What do you need for an enjoyable walking holiday when winter closes in on the northern hemisphere?
RELIABLE WARMTH AND SUNSHINE
A 5 hour flight south (from the UK) gets you to the Canary Islands, off the coast of Africa. You can expect about six hours of sunshine per day (average) with highs of 20C in December though of course there are variations depending on the island and location.
Madeira is a bit closer and almost as sunny (around 5 hours) and almost as warm though the chance or rain is higher. That’s why Madeira is so green and floriferous!
A GOOD CHOICE OF HOTELS, NIGHT LIFE, SHOPS and RESTAURANTS
The Canary Islands and Madeira don’t really have a ‘closed’ season for tourism so you will find a wide range of accommodation, eating places, shops and night life. There are quieter, smaller places to stay if you want to get away from the ‘bright lights’.
EASY TO GET TO
There are plenty of flights all year round to the Canaries and to Madeira.
WHAT’S THE WALKING LIKE?
Each of the Canaries is unique, offering a wide choice of walks and challenging hikes. If you are looking for a pleasant stroll for an hour or two, a coastal discovery route or a full day in the mountains (or something inbetween), the Canaries are an ideal choice.
Madeira is rugged and steep, though the many levada walks (mostly level walks alongside narrow water canals) make it a walking destination with plenty of choice for all.
FIND OUT MORE ABOUT CANARY ISLANDS WALKING HERE:-
FOR MORE ABOUT WALKING ON THE GARDEN ISLE OF MADEIRA, LOOK HERE:-
It may not be as well-known as some of the other Canary Islands – that means there’s plenty of room for you to explore this bold, beautiful and dramatic island.
You want mountains and ravines? You want remote, unspoiled sleepy villages? You want abundant verdant woodlands, paths and tracks? You want endemic plant life found nowhere else? You’ve got them all on the island of Gran Canaria.
This third edition includes new walking routes, even clearer ways to show routes and other map features and all the detailed cartographic information that afficionadoes of the Tour & Trail series have come to expect and rely upon. Take a look at this small extract (left).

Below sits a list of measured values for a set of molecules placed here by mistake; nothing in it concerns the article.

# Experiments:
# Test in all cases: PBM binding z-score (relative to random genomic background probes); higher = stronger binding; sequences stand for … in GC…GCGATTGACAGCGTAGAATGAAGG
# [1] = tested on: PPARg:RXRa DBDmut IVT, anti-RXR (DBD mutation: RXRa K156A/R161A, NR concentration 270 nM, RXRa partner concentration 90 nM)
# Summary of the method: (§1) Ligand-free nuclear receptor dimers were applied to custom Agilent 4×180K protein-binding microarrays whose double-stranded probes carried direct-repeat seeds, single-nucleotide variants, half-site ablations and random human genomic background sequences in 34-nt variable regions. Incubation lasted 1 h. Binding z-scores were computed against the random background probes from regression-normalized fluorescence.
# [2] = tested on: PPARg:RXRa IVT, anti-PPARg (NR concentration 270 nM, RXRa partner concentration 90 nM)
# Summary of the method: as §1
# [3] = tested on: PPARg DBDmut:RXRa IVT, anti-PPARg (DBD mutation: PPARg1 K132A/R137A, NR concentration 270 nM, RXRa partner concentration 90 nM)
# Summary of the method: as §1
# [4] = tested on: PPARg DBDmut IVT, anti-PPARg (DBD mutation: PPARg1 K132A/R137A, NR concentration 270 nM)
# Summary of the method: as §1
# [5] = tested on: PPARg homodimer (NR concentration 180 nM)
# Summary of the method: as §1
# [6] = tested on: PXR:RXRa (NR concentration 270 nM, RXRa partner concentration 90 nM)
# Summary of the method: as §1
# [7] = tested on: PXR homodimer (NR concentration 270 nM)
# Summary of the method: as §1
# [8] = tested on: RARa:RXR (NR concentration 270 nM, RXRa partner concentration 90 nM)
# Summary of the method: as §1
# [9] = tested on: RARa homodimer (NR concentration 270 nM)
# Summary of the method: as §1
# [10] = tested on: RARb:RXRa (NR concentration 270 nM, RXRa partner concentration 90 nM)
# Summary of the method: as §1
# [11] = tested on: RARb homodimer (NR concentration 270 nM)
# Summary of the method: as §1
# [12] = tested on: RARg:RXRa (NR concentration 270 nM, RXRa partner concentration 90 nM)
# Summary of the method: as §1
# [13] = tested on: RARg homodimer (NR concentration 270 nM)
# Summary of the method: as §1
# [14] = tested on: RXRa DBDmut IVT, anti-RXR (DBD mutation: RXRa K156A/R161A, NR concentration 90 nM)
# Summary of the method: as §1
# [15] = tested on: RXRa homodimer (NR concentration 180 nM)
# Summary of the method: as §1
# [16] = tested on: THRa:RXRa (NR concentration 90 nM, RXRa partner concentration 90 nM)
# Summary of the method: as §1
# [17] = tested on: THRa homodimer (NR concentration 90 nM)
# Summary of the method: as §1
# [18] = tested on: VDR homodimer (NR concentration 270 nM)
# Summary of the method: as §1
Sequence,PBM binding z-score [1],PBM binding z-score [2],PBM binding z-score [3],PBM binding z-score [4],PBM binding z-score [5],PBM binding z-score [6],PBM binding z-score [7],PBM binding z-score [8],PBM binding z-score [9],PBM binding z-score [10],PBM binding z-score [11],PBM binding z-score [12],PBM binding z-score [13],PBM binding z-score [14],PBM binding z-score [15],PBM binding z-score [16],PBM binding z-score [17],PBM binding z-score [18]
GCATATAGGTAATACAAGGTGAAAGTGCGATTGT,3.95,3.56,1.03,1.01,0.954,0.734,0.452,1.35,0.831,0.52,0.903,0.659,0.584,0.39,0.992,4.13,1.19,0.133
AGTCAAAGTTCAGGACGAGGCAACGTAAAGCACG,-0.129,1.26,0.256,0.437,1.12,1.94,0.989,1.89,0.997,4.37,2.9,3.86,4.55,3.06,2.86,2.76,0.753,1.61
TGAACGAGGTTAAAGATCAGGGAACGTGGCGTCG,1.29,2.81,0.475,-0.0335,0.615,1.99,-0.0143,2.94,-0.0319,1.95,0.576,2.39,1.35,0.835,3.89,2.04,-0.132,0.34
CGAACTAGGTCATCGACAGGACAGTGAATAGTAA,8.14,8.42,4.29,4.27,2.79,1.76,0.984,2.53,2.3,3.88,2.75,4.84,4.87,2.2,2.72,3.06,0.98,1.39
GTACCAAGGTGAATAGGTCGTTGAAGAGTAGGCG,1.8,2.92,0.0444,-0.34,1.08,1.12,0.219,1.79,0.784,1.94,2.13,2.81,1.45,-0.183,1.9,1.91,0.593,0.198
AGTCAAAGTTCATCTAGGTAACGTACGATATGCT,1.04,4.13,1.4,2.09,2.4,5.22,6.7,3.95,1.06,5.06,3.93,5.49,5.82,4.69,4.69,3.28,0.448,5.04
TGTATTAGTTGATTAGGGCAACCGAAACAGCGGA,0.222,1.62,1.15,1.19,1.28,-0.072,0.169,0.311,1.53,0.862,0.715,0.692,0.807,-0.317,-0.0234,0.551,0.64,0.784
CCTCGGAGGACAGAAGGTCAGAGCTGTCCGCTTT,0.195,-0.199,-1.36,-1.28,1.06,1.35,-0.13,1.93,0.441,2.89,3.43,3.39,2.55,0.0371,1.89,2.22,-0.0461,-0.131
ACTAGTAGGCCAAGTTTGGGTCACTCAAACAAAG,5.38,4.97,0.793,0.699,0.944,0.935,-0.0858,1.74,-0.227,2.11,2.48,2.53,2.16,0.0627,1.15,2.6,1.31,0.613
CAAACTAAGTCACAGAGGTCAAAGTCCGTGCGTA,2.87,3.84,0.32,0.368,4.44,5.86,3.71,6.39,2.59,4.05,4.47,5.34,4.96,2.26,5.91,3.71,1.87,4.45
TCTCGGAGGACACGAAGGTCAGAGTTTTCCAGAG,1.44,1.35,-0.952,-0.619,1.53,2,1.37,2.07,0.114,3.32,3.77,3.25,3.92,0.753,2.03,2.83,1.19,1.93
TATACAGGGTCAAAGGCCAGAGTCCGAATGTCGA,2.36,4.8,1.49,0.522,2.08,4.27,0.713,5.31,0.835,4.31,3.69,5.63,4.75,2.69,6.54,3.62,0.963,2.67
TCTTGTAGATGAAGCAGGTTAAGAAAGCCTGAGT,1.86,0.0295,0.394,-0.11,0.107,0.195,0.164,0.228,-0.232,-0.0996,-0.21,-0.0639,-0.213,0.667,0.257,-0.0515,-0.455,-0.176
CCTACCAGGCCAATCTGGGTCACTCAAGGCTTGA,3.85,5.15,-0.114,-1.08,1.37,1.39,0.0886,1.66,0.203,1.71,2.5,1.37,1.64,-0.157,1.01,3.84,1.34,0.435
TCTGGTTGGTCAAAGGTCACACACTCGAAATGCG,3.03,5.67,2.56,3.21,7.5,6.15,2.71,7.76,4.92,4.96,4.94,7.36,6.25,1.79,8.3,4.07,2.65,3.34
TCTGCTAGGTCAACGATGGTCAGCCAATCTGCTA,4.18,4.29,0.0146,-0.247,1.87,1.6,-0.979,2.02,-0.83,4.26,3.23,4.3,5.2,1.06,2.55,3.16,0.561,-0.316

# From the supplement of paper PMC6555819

Detailed updating and addition of new walking routes and additional data have been researched by our ‘on the ground’ walking expert, ‘Rambling Roger‘ and his fellow walking researchers who know the island like the backs of their hands.
If you’re looking for an adventure away from the European winter, with almost guaranteed good weather and great walking (definitely guaranteed) then take a look at Gran Canaria.
Discovery Walking Guides cartographic survey team has just returned from Corfu, and boy, does Corfu need a good map.
It’s a tricky island for visitors wanting to travel around by hire car or bike, because road signage is confusing (or non-existent) and unusually, roads have not been allocated road numbers.
A few stretches of tarmac do have kilometre markers though this information is patchy to say the least. We also discovered that car systems such as TomTom and similar don’t work here.
So, it tuned out to be an interesting and most productive visit. The new Corfu Tour & Trail Super-Durable Map design work will shortly be under way, with a scheduled publication date around December 2016.
With a good, reliable and newly researched map, visitors can confidently go beyond the usual tourist spots and discover the heart of this beautiful island.
Some ‘main roads’ through Corfu’s mountain villages are a bit of a squeeze!
Corfu’s flora and fauna are beautiful.
Madeira is a beautiful, rugged island. It takes a bit of nerve to drive there if you’re a visitor and unused to the steep, narrow mountain roads and the spirited driving of some of the residents. It’s far more relaxing to take a bus and let someone else take care of the driving for you.